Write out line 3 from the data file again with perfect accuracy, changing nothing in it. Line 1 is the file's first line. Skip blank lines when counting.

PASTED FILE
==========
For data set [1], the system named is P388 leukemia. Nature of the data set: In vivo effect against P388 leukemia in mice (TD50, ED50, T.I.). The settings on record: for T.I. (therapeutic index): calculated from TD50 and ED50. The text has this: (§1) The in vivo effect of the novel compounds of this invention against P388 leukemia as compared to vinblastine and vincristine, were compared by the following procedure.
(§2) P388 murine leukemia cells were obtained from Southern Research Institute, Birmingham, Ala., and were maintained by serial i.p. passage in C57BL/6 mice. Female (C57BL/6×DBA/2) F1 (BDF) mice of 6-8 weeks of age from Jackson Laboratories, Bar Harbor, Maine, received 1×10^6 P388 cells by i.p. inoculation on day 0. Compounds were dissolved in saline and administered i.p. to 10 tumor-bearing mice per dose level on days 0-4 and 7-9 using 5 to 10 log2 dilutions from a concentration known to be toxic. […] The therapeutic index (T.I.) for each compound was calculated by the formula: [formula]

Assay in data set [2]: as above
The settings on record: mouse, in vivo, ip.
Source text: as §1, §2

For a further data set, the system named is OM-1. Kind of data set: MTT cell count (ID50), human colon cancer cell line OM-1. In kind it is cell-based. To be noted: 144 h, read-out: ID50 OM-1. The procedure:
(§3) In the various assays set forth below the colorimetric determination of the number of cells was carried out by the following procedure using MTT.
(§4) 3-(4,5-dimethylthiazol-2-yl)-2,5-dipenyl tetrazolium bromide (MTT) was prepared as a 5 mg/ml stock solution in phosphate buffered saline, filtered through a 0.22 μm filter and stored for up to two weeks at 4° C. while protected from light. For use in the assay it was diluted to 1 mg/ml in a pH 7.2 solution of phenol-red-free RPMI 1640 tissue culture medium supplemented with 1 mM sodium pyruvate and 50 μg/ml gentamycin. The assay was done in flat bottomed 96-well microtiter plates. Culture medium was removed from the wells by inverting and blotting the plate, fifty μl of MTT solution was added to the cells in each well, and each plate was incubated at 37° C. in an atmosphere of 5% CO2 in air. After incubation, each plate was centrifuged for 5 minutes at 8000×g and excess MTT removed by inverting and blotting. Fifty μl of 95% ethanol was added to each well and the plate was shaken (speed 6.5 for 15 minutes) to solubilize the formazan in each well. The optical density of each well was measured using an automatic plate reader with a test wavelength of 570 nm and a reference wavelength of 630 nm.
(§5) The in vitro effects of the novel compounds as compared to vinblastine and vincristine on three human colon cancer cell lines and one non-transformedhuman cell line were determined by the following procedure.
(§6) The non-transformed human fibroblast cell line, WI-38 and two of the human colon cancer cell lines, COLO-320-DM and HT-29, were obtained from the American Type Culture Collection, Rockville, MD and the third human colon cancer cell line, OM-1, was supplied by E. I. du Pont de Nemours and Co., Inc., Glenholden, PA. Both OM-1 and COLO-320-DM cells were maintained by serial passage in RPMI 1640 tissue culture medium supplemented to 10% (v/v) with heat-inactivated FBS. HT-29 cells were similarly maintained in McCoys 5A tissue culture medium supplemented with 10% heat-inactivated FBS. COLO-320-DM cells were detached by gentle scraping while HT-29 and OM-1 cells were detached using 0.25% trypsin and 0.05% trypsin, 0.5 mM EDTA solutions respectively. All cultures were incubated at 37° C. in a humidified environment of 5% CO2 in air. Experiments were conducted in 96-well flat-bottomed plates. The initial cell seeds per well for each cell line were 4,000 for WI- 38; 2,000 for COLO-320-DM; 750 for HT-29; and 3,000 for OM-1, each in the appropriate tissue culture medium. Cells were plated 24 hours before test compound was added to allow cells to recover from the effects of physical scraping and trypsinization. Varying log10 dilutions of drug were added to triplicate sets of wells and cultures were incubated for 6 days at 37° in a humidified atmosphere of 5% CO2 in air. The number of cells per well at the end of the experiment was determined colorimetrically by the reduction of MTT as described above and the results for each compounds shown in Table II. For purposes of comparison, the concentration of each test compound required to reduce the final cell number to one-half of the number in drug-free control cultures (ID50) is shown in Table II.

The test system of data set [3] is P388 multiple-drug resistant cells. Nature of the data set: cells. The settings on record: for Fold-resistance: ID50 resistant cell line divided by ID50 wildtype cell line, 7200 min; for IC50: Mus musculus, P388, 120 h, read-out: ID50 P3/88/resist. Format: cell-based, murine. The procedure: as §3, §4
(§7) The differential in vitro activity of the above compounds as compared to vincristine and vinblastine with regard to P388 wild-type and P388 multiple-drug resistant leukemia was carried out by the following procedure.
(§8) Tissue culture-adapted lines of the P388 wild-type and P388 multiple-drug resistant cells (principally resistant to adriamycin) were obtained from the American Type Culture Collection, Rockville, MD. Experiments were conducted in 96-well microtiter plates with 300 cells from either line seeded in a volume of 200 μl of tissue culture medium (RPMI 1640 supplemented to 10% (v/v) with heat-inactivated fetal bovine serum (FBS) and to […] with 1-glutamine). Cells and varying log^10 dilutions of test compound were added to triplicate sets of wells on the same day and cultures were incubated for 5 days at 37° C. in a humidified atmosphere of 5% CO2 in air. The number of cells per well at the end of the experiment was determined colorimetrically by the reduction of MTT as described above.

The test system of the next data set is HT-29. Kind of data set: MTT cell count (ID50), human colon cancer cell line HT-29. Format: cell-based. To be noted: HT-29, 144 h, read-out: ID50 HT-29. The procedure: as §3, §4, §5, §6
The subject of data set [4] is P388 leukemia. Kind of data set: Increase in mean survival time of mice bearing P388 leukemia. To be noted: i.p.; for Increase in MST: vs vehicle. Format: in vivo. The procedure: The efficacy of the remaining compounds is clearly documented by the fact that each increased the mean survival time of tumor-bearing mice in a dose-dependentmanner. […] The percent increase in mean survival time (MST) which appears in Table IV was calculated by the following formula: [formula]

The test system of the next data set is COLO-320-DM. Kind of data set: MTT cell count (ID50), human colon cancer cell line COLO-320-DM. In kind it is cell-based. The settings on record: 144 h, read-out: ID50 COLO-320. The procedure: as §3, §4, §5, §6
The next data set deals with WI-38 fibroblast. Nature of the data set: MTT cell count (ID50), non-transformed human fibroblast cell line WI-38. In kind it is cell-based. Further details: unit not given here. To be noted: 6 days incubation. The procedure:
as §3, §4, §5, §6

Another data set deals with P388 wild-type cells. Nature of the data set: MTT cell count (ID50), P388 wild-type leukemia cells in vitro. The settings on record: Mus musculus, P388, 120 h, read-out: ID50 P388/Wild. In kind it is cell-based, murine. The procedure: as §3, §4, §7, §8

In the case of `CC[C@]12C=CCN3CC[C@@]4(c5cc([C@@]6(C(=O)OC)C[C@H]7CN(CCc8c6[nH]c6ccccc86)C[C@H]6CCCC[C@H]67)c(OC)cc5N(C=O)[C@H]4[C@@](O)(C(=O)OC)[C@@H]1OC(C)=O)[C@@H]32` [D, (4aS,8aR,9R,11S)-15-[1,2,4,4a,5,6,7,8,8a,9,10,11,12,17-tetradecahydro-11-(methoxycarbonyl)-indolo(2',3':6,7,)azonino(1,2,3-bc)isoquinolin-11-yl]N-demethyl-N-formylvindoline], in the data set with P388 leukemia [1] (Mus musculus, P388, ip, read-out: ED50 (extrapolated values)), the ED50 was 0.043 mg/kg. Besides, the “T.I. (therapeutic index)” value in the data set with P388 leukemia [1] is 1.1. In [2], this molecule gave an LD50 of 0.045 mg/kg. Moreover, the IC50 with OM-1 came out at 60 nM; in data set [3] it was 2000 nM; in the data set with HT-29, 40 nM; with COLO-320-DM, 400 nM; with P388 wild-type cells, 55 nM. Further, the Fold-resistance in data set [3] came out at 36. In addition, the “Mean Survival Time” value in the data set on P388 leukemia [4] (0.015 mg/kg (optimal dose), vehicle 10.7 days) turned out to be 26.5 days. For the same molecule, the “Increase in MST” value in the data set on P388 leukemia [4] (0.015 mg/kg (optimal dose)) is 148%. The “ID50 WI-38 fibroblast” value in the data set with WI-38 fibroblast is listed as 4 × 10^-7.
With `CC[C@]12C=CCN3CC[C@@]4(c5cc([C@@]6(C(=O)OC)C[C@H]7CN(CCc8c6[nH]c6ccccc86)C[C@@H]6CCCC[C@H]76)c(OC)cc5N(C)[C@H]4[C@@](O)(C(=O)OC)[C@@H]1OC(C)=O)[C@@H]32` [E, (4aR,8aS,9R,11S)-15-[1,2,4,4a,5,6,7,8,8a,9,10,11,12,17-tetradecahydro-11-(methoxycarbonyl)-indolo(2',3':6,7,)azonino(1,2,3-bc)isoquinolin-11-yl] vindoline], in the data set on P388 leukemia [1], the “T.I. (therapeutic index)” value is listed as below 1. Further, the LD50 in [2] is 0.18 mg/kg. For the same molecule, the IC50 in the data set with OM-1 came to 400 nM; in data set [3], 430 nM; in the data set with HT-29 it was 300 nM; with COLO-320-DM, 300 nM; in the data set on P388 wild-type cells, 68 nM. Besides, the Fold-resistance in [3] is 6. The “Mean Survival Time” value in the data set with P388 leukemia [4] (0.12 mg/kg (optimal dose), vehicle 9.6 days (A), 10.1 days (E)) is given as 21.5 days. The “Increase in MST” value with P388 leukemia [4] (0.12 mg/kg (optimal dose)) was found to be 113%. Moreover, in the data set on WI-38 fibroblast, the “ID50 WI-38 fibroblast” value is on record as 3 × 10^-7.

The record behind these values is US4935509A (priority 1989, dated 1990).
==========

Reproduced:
Assay in data set [2]: as above